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ESI 4313 Operations Research 2. Multi-dimensional Nonlinear Programming (Constrained Optimization). Constrained optimization. In the presence of constraints, a (local) optimum does not need to be a stationary point of the objective function!

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ESI 4313 Operations Research 2

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ESI 4313Operations Research 2

Multi-dimensional Nonlinear Programming

(Constrained Optimization)

Constrained optimization

• In the presence of constraints, a (local) optimum does not need to be a stationary point of the objective function!

• Consider the 1-dimensional examples with feasible region of the form a x b

• Local optima are either

• Stationary and feasible

• Boundary points

Constrained optimization

• We will study how to characterize local optima for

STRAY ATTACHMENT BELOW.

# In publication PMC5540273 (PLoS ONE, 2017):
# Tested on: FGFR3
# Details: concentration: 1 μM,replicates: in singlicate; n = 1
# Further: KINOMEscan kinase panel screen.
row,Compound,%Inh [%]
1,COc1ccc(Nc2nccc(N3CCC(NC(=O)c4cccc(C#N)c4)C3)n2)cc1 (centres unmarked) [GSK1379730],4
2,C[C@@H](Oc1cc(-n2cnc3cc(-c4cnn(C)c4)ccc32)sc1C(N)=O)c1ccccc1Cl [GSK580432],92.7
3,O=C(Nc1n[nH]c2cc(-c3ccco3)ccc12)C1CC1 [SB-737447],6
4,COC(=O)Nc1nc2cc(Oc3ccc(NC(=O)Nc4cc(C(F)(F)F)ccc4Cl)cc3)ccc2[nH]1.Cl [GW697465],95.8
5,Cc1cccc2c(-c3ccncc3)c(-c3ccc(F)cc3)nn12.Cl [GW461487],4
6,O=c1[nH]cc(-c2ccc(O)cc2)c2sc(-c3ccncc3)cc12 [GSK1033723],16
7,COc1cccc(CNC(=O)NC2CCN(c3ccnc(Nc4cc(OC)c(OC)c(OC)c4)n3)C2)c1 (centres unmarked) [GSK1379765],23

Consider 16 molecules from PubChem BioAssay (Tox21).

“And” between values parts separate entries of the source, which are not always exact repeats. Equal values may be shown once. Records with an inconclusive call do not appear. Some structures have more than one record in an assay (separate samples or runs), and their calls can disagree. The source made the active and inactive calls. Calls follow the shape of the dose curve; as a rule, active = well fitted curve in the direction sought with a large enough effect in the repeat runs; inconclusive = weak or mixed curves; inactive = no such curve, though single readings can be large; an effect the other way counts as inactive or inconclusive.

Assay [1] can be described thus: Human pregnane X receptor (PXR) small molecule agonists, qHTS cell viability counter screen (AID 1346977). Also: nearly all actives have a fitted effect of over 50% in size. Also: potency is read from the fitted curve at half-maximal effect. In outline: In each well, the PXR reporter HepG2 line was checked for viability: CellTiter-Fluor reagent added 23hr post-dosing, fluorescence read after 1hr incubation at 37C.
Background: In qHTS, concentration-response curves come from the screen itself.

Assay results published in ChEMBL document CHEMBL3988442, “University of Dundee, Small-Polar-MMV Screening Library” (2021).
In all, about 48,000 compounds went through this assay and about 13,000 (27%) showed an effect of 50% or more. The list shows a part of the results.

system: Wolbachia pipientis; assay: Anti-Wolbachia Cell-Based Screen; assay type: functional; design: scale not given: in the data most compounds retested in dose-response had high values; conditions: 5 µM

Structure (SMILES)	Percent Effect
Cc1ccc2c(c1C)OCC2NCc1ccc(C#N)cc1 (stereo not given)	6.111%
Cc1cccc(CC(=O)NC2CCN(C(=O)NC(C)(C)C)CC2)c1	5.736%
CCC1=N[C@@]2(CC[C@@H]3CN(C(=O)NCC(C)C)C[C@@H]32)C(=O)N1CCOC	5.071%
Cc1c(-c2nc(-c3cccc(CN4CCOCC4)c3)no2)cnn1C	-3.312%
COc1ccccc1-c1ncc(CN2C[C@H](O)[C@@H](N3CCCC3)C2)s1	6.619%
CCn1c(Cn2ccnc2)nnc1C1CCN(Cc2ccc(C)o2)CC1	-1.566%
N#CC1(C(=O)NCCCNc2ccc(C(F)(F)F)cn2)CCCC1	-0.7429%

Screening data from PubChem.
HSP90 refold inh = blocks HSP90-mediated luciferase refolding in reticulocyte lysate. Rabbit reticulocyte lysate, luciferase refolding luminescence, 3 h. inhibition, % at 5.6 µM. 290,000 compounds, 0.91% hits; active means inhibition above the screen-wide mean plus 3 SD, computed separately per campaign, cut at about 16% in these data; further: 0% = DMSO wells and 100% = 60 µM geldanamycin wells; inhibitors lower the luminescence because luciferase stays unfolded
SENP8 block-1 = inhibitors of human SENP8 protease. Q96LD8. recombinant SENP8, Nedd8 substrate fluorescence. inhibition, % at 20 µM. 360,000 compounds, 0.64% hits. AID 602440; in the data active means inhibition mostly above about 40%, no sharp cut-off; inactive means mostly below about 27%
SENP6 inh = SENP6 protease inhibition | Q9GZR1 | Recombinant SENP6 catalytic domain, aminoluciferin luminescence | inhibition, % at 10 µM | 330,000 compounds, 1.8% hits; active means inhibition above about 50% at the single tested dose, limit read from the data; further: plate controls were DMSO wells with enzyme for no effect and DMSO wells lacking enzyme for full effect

• multi-dimensional optimization problems

• with more complex constraints

• We will start by considering problems with only equality constraints

• We will also assume that the objective and constraint functions are continuous and differentiable

Constrained optimization: equality constraints

• A general equality constrained multi-dimensional NLP is:

Constrained optimization: equality constraints

• The Lagrangian approach is to associate a Lagrange multiplieri with the ith constraint

• We then form the Lagrangian by adding weighted constraint violations to the objective function:

or

Constrained optimization: equality constraints

• Now consider the stationary points of the Lagrangian: